In the exhibit Canicular by New York artist Demetrius Oliver, a live feed of Sirius, the “Dog Star,” streamed from a telescope at the Franklin Institute into a white silo-like structure in the Print Center’s second floor gallery. On clear nights you could stand in the dark tubular space, created specially for the show, and see the live feed of Sirius shimmering above your head . The only catch, you had to enter the silo by way of a modified dog door. Crawl on all fours and you’re in. This was part of the humor of the piece, said John Caperton, Jensen ... More » »
John Caperton, Jensen Bryan Curator at The Print Center, says in this clip from our interview that Canicular involves some humor. In the exhibit by New York artist Demetrius Oliver, a live feed of Sirius, the “Dog Star” from a telescope at the Franklin Institute streams into a white silo in the Print Center’s second floor gallery. On clear nights you can see the live feed of the star shimmering above your head in the dark tubular space. The only catch, you must enter the silo by way of a dog door. Crawl on all fours and you’re in. This is part ... More » »
The end is near! This is Episode 9 in the 10-episode Decade of artblog series. In this 3:11-minute episode we ask people what they are excited about in Philadelphia right now. The video was shot in the summer, so some things mentioned are past. But hear what’s on peoples’ minds — From Hidden City and Citywide, to Design Philadelphia, the Fringe Festival and the opening of 3rd Ward (now closed!) eleven people tell us what they’re really excited about. Next week we wrap it up! (Click the headline of this post to get to the video.) [Note from the editor: What ... More » »
Our series sponsor is Fleisher Art Memorial. Young artists are bringing new ideas to old printmaking methods. John Caperton, the curator of The Print Center, shares some history and talks about the success of Philagrafika, which brought in new excitement and a new audience to his institution. Below is a brief sample. To hear the full 15-minute interview, click Read More (or the headline to the post): Right click to download John Caperton–29-second sample
Used to be prints were dowdy and derriere garde. No more. Silk screens, books, zines, yurts. Print Center Curator John Caperton knows where the wild things are, and talks to us next week about the print revival among young artists. He also talks about the The Print Center past and future and Philagrafika’s halo effect on a venerable but modest institution that usually works in the shadow of the Philadelphia Museum of Art and the Pennsylvania Academy of the Fine Arts. Below is a 29-second sample clip from our talk. Tune in next Monday to hear the entire episode. John ... More » »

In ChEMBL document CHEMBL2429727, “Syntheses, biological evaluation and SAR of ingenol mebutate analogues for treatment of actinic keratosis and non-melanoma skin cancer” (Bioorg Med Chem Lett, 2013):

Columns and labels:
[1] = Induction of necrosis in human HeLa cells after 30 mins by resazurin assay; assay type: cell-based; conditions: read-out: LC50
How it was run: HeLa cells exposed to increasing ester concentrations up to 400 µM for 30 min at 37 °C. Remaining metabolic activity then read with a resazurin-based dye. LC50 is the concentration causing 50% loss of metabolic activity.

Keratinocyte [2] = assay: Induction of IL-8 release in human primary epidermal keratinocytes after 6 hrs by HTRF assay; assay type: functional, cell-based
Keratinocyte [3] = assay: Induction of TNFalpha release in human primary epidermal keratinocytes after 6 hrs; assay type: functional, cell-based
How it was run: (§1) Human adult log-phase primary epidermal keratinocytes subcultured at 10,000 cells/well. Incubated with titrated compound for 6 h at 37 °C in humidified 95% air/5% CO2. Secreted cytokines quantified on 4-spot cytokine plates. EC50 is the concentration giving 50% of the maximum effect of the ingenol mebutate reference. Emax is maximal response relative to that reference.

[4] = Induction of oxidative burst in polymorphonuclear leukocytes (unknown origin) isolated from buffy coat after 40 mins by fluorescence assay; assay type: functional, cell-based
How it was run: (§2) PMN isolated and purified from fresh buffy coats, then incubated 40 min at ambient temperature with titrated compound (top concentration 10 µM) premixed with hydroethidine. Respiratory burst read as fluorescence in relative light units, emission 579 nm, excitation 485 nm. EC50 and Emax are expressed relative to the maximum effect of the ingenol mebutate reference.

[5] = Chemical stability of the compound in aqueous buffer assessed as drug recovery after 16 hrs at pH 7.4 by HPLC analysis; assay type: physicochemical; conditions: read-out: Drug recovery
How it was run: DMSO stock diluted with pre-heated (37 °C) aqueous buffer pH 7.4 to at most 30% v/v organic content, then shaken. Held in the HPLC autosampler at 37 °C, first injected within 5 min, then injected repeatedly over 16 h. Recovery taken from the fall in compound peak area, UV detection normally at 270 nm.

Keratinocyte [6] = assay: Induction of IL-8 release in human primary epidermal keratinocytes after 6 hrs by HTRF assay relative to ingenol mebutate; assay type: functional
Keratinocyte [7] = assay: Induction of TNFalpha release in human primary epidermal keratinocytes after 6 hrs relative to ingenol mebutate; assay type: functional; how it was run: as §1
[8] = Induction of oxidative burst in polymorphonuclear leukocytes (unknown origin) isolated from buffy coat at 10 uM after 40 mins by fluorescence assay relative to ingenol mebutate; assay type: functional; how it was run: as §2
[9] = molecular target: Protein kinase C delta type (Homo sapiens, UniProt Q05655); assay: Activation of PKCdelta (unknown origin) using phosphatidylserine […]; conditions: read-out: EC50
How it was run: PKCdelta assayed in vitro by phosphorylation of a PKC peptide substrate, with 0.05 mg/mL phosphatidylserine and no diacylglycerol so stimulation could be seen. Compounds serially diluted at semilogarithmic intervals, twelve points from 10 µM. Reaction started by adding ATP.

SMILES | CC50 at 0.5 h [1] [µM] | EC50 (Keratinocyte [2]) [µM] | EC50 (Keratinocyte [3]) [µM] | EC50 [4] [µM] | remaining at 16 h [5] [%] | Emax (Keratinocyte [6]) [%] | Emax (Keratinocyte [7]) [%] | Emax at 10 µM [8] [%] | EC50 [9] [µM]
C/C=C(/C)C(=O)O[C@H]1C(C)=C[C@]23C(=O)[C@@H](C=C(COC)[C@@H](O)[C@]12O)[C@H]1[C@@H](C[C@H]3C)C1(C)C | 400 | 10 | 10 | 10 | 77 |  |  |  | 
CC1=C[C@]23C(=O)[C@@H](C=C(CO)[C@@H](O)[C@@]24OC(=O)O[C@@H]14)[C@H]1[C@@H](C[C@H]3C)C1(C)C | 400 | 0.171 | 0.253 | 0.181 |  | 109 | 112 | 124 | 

Melanie Schiff, Spit, Lambda Print, 30 x 40, 2006, taken from her website ; ©Melanie Schiff Here at artblog we’ve been waiting with bated breath to see how John Caperton will put his mark on exhibits at The Print Center, the venerable organization that dates back to 1915. We were astonished by the choice, not because Caperton isn’t great. After all, here are a few of his independent curatorial projects in Philadelphia: Cathartic Disgust Gestalt at the late, lamented Project Room, featuring work by Tristin Lowe, Charles Burns, Philip Mott and Robert Beck. Think vomit materialized. I Saw the Light, ... More » »
The Print Center has named John Caperton its new curator of prints and photographs (isn’t that all they show there, anyway?), starting Sept. 5. John’s previous experience includes Locks Gallery and the Fairmount Park Art Association. I think this is really good news!